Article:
My body physically responded, too. I used to tell myself that every time we had an office meeting I got a migraine. Even with my fancy new injection for migraines that has pretty much obliterated them, I still felt certain that when the third Thursday rolled around, I’d get a migraine. This is the funny part. I actually thought we had an office meeting one Thursday last month. I remember packing my lunch and eating breakfast thinking, “better pack some extra coffee, I bet I’ll get a migraine today” and I did. Then about lunch, I heard that we’d canceled the meeting. Within two hours, without taking anything, my migraine disappeared, an unheard-of coincidence.

Think of some problem you have. It can be big like you dislike your spouse, or it can be something little like you’re worried about your kid doing well in math next year. Write out your belief about the thing.

For example, I might write “I am worried about my marriage, we fight all the time and a lot of our friends are getting divorces” Now, is it true we fight all the time? Absolutely true? No, not really. What if you turn it around. We get along, we try hard, we have a strong marriage. Make this your mantra for the next month. Write it on sticky notes and put them everywhere.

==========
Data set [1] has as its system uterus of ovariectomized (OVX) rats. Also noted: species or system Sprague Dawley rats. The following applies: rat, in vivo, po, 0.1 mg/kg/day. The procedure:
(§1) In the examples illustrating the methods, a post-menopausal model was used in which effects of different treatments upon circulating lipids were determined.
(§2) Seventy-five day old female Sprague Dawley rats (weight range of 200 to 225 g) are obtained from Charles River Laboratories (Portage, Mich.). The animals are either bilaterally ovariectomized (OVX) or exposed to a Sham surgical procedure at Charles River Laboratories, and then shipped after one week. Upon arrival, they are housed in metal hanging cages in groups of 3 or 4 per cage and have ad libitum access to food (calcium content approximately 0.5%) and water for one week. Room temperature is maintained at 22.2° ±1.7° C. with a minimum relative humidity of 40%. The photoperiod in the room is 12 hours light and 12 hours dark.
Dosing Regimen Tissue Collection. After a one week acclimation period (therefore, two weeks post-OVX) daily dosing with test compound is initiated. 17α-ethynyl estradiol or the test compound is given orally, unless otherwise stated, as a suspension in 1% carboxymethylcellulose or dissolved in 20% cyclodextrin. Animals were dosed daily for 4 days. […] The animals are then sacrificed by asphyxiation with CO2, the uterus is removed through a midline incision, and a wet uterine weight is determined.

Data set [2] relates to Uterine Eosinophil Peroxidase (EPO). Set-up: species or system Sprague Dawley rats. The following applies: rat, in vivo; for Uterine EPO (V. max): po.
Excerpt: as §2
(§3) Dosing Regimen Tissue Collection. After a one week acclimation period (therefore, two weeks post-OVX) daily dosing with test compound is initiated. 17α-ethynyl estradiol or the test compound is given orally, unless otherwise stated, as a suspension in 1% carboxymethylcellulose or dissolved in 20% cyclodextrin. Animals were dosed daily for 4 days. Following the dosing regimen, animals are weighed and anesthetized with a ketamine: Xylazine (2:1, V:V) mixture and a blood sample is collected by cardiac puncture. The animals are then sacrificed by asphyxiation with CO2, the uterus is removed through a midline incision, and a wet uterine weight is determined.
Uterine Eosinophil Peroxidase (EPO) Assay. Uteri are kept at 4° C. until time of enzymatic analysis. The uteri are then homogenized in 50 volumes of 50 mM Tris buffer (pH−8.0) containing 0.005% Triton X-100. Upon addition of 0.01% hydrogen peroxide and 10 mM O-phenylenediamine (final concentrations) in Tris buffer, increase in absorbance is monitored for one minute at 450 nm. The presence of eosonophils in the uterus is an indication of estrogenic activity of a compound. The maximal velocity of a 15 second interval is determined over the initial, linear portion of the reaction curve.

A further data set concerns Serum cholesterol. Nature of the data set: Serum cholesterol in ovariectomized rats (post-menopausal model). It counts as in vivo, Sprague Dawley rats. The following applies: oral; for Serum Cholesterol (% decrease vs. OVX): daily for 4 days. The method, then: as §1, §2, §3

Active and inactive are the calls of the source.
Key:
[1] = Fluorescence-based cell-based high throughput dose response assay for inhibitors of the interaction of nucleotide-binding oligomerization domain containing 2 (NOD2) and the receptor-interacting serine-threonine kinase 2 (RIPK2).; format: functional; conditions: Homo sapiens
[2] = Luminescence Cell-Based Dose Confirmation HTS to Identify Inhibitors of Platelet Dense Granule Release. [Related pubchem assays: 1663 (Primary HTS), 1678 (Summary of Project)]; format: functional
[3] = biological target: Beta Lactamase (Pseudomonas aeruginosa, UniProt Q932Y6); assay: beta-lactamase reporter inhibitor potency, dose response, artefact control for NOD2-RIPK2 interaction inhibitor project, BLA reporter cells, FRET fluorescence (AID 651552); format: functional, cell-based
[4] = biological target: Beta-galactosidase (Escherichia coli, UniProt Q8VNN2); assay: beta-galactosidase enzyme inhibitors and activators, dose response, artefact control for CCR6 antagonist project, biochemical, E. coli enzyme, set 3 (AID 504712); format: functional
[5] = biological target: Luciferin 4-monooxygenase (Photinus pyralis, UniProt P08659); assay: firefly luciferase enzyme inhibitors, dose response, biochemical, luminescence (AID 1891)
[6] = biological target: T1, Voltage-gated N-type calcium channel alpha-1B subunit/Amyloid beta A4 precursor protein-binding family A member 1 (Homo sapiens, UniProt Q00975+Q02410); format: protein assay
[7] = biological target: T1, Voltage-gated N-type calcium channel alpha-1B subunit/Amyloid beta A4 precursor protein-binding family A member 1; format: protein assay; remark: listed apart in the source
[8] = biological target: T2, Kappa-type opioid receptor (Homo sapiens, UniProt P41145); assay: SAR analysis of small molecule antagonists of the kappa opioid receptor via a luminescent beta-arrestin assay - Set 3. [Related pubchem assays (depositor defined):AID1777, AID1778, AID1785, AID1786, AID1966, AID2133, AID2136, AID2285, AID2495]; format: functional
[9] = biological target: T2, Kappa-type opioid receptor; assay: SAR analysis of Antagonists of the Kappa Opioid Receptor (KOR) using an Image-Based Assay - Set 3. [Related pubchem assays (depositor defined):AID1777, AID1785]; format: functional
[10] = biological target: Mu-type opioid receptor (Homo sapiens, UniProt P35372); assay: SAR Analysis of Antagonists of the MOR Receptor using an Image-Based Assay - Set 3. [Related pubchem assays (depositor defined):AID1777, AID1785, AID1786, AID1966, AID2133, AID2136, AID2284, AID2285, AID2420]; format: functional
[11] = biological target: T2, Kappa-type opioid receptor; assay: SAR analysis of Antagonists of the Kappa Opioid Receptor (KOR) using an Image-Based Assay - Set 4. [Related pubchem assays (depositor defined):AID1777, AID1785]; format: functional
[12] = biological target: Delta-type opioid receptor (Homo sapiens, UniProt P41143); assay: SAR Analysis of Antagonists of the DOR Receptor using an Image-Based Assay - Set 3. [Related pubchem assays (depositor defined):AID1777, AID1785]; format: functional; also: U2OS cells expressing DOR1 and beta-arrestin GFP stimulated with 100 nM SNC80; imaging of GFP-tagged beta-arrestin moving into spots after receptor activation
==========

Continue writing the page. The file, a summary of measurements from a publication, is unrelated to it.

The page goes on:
If you’ve created a mantra around your expectations of someone’s behavior, spend 5 minutes at night reflecting all the ways they demonstrated that behavior. For example, I decided to look for evidence Ollie is the coolest little girl on the planet.  She’s helpful, bright, and hilarious. For Eli, I look for evidence that he’s a responsible, respectful, and hard-working teenager. These are too long for mantras, so I shortened it to My kids are amazing beings, spending time around them fills me with joy. Mantras may start out feeling like an exaggeration and you may feel like you’re not being totally honest when you say them, but hang in there, after two weeks you’ll be surprised how your mantras change your experiences.